//------------------------------------------------------------------------------
void loop()
{
  // create 31 bit seed and show value, random results
  unsigned long seed=seedOut(31);
  Serial.print("seed = ");
  Serial.print(seed);
  // now show sequence
  randomSeed(seed);
  Serial.print(" random (1-99) = ");
  for (int i=0;i<20;++i)
  {
    Serial.print(random(1,100));
    Serial.print(" ");
  }
  Serial.print('n');
}
//------------------------------------------------------------------------------
unsigned int bitOut(void)
{
  static unsigned long firstTime=1, prev=0;
  unsigned long bit1=0, bit0=0, x=0, port=0, limit=99;
  if (firstTime)
  {
    firstTime=0;
    prev=analogRead(port);
  }
  while (limit--)
  {
    x=analogRead(port);
    bit1=(prev!=x?1:0);
    prev=x;
    x=analogRead(port);
    bit0=(prev!=x?1:0);
    prev=x;
    if (bit1!=bit0)
      break;
  }
  return bit1;
}
//------------------------------------------------------------------------------
unsigned long seedOut(unsigned int noOfBits)
{
  // return value with 'noOfBits' random bits set
  unsigned long seed=0;
  for (int i=0;i<noOfBits;++i)
    seed = (seed<<1) | bitOut();
  return seed;
}

Here’s some some notes on using it:

  • The code shows how to use the two functions, bitOut() and seedOut(), which contain all the details of bit handling. Add them to your code, and then call seedOut() to get a random number back. You can use this number directly, or as a seed value via randomSeed(). You call it with the number of bits you want in your result, and it returns them. I’d recommend no more than 31, since 32 bits can cause strange results if you’re not expecting it (in C, this is a sign bit and could make the number negative if you aren’t familiar with C/C++ casting rules). However, even if you use 15 for the value, that’s 32,768 possible start positions for random numbers.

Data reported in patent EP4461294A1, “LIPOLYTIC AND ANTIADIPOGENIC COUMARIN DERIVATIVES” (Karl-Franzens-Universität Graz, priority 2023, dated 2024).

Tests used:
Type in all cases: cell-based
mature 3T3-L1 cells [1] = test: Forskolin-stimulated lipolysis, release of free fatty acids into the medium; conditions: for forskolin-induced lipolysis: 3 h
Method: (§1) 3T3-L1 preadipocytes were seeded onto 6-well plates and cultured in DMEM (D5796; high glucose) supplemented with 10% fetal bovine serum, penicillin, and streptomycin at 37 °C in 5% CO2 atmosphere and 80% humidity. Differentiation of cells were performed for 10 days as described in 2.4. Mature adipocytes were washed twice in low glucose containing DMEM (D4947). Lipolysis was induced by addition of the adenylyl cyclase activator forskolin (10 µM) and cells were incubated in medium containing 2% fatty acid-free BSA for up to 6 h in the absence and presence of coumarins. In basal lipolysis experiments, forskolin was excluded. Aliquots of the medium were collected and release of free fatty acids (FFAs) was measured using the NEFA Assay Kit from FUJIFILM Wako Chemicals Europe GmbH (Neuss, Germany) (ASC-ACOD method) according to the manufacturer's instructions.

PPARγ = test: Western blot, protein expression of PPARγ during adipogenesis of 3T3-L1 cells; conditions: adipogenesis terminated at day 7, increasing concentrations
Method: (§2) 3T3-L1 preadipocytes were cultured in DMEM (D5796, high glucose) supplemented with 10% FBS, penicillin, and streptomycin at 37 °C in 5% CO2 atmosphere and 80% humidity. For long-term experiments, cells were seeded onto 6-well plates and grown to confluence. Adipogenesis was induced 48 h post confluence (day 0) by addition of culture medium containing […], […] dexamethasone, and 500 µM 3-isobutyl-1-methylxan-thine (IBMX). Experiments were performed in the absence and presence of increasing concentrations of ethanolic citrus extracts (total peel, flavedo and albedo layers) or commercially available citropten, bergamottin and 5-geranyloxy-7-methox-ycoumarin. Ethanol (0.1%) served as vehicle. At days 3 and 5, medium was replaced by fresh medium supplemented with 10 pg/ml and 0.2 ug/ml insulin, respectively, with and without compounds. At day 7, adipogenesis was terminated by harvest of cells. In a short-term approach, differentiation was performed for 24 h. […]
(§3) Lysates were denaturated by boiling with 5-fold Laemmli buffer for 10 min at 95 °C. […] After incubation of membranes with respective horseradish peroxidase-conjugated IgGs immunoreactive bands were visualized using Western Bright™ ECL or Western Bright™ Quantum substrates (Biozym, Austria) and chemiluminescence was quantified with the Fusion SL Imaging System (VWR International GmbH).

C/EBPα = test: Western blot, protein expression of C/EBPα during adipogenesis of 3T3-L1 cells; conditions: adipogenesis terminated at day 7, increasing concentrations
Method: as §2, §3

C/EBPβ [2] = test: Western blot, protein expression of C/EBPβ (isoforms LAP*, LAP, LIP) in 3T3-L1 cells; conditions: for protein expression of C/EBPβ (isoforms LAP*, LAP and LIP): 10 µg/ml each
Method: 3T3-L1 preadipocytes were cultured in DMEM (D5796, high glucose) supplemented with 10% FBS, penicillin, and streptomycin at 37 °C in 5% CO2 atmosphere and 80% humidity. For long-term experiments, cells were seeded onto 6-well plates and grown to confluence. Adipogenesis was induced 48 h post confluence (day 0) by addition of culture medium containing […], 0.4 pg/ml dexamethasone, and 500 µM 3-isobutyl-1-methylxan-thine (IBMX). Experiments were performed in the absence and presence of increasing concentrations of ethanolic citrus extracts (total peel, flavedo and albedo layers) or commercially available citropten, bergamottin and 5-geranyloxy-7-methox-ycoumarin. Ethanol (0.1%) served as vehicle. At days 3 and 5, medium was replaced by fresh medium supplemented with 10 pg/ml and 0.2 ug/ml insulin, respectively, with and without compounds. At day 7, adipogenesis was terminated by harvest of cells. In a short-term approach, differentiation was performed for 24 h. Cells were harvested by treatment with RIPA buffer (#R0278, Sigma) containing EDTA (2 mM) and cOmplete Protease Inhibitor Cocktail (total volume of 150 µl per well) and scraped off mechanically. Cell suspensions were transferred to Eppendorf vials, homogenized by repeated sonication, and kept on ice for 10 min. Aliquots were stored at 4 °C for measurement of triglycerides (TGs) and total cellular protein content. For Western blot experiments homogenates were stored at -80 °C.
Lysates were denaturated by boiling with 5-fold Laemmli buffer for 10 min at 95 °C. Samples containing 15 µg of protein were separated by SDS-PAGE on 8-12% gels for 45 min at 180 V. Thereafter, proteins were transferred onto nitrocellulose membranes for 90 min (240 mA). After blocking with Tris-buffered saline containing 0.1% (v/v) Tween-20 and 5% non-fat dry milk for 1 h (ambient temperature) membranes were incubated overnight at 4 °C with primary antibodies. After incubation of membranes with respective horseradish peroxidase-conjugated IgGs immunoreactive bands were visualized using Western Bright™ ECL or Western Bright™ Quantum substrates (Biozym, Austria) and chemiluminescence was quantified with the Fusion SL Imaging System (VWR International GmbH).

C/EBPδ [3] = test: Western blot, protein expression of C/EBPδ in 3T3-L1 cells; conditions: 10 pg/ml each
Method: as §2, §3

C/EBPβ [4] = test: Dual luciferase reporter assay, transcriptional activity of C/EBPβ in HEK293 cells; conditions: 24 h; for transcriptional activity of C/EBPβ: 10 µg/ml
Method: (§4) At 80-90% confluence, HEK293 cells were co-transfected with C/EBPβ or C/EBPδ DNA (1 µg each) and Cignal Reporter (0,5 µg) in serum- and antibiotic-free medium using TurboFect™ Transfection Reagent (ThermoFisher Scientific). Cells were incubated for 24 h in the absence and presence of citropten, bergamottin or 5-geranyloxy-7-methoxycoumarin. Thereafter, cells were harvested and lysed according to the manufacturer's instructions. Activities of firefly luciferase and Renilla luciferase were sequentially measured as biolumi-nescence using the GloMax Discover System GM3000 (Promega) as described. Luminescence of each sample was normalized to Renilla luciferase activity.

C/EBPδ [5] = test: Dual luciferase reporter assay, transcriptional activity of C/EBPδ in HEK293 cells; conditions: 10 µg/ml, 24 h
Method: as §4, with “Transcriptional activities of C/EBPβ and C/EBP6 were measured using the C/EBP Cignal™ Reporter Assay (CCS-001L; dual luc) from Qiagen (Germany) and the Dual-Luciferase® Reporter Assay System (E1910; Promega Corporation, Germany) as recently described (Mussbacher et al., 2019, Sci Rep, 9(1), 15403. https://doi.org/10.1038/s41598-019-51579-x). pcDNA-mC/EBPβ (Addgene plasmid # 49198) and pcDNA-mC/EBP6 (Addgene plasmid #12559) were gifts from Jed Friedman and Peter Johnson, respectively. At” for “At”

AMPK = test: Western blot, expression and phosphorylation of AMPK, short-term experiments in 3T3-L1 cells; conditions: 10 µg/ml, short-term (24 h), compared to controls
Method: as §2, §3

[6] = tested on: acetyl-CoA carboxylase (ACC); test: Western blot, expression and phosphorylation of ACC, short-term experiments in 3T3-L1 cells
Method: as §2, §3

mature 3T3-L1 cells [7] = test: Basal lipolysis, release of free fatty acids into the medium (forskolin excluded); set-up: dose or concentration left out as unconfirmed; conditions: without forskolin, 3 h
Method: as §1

• As you can imagine, using only one bit per reading, and then throwing away many bit pairs to unbias the values can use a LOT of cycles. In my tests, it’s at least 10:1 – 10 port readings to get one usable bit. So you’re better off using these routines once to get your seed value, using randomSeed(), and then letting the random() function get all the rest of your numbers.
  • The value in bitOut() called limit keeps the loop from running forever. What it does is limit the number of bit pairs thrown out per sample. Making it low makes the routine run faster, but risks the bias creeping back in. Raising it higher can slow the program down. I found 99 worked well, but as a rough guide, 10 is at the lower end (faster, but more bias), while 1000 is at the upper end (slower, but less bias). However, don’t be tempted to take the limit out: if for example the port always returned the same number (say, because of something connected to it), then you’d stay in an infinite loop.

Feel free to use the code, and I’d like to hear how it helps your projects!

Note: an update with more (and simpler) code is available on this post.

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2 thoughts on “Fixing The Randomness ‘Bug’ In randomSeed() For The Arduino

  1. Many thanks to you ..very useful.. My project was to get two servos for robot neck and two on-off switch for eye blink and eyeballs horizontal movement all obtained randomly…sadly when I duplicated the code w different integer names..it did not work.. Any advice plz ?